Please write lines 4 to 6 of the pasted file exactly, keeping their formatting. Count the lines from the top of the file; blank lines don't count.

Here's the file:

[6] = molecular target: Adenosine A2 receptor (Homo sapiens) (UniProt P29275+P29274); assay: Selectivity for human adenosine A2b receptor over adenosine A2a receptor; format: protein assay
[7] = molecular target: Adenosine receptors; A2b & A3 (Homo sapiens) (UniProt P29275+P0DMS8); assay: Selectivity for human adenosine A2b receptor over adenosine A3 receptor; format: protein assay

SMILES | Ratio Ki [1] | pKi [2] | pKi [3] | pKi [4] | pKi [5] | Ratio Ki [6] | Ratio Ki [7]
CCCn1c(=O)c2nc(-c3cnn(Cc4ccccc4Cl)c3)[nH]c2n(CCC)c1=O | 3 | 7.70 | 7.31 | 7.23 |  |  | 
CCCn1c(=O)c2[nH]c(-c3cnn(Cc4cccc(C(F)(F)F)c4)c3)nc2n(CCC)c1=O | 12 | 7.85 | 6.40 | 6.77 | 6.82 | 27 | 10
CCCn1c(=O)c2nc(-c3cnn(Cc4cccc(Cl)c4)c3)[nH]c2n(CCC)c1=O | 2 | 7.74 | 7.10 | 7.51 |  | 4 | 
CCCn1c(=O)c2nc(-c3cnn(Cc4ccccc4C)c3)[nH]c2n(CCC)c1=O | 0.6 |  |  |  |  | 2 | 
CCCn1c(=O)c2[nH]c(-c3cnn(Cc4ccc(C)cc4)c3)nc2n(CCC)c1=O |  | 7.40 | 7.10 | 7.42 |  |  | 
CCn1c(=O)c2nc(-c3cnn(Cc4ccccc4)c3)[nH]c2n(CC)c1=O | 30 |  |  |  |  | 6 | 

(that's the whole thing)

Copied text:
CCCn1c(=O)c2nc(-c3cnn(Cc4ccccc4Cl)c3)[nH]c2n(CCC)c1=O | 3 | 7.70 | 7.31 | 7.23 |  |  | 
CCCn1c(=O)c2[nH]c(-c3cnn(Cc4cccc(C(F)(F)F)c4)c3)nc2n(CCC)c1=O | 12 | 7.85 | 6.40 | 6.77 | 6.82 | 27 | 10
CCCn1c(=O)c2nc(-c3cnn(Cc4cccc(Cl)c4)c3)[nH]c2n(CCC)c1=O | 2 | 7.74 | 7.10 | 7.51 |  | 4 | 